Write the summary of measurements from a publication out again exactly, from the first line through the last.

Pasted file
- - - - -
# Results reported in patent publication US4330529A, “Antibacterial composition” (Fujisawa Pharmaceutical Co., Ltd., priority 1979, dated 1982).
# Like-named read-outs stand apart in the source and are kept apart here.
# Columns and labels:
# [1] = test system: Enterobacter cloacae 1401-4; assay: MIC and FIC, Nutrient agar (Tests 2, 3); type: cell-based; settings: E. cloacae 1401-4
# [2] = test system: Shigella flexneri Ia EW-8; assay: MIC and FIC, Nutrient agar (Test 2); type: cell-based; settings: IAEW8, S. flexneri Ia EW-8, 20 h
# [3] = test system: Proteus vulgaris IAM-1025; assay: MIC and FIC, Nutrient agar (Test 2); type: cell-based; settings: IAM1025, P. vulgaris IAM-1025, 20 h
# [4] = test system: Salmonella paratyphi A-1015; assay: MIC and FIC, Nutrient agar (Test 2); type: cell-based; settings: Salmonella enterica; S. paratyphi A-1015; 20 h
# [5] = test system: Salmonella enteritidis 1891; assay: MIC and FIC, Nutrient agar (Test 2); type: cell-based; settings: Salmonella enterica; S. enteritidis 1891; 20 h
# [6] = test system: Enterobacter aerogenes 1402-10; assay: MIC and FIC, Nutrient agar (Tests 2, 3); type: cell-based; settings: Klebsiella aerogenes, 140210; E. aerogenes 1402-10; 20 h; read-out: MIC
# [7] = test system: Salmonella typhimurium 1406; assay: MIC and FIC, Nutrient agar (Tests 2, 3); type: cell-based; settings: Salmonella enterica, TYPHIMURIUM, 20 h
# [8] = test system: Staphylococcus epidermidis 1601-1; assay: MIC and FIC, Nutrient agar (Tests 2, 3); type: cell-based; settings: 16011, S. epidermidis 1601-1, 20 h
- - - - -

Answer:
# Results reported in patent publication US4330529A, “Antibacterial composition” (Fujisawa Pharmaceutical Co., Ltd., priority 1979, dated 1982).
# Like-named read-outs stand apart in the source and are kept apart here.
# Columns and labels:
# [1] = test system: Enterobacter cloacae 1401-4; assay: MIC and FIC, Nutrient agar (Tests 2, 3); type: cell-based; settings: E. cloacae 1401-4
# [2] = test system: Shigella flexneri Ia EW-8; assay: MIC and FIC, Nutrient agar (Test 2); type: cell-based; settings: IAEW8, S. flexneri Ia EW-8, 20 h
# [3] = test system: Proteus vulgaris IAM-1025; assay: MIC and FIC, Nutrient agar (Test 2); type: cell-based; settings: IAM1025, P. vulgaris IAM-1025, 20 h
# [4] = test system: Salmonella paratyphi A-1015; assay: MIC and FIC, Nutrient agar (Test 2); type: cell-based; settings: Salmonella enterica; S. paratyphi A-1015; 20 h
# [5] = test system: Salmonella enteritidis 1891; assay: MIC and FIC, Nutrient agar (Test 2); type: cell-based; settings: Salmonella enterica; S. enteritidis 1891; 20 h
# [6] = test system: Enterobacter aerogenes 1402-10; assay: MIC and FIC, Nutrient agar (Tests 2, 3); type: cell-based; settings: Klebsiella aerogenes, 140210; E. aerogenes 1402-10; 20 h; read-out: MIC
# [7] = test system: Salmonella typhimurium 1406; assay: MIC and FIC, Nutrient agar (Tests 2, 3); type: cell-based; settings: Salmonella enterica, TYPHIMURIUM, 20 h
# [8] = test system: Staphylococcus epidermidis 1601-1; assay: MIC and FIC, Nutrient agar (Tests 2, 3); type: cell-based; settings: 16011, S. epidermidis 1601-1, 20 h